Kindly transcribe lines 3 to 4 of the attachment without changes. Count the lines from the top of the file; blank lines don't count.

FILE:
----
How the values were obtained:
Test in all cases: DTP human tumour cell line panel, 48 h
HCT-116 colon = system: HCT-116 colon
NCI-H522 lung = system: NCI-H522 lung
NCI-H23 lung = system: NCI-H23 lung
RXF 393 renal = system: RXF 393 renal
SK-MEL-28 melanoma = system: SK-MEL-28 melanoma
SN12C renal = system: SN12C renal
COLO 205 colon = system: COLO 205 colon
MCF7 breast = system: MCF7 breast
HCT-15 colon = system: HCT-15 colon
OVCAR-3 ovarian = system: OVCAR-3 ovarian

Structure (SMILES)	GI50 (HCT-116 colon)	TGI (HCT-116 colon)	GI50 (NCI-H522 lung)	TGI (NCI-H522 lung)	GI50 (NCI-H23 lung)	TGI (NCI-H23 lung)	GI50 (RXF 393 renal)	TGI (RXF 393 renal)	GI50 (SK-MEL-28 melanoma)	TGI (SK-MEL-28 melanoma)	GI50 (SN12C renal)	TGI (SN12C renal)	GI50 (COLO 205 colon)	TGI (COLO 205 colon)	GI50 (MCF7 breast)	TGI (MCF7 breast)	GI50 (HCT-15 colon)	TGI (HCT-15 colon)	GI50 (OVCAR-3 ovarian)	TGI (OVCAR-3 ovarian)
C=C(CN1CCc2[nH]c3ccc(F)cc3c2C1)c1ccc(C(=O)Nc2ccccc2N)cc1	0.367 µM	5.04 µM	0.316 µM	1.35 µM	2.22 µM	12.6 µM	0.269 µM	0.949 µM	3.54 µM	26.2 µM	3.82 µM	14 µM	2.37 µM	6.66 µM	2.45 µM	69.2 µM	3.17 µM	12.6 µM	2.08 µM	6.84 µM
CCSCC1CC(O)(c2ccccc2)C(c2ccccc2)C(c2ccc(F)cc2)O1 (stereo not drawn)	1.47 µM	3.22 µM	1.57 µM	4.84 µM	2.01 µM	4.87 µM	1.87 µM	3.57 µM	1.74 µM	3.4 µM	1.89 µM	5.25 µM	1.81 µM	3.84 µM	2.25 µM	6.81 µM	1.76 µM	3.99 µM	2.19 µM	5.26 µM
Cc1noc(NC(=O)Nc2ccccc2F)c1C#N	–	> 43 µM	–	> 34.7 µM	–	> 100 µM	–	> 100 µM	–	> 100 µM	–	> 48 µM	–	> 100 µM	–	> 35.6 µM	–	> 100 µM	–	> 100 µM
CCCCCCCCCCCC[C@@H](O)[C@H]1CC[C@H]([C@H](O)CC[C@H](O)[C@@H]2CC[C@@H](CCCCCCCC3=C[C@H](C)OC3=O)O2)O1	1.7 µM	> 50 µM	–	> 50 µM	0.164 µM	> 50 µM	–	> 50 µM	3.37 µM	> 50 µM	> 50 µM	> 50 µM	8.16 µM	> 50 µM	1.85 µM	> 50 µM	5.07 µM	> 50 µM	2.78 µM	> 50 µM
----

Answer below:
HCT-116 colon = system: HCT-116 colon
NCI-H522 lung = system: NCI-H522 lung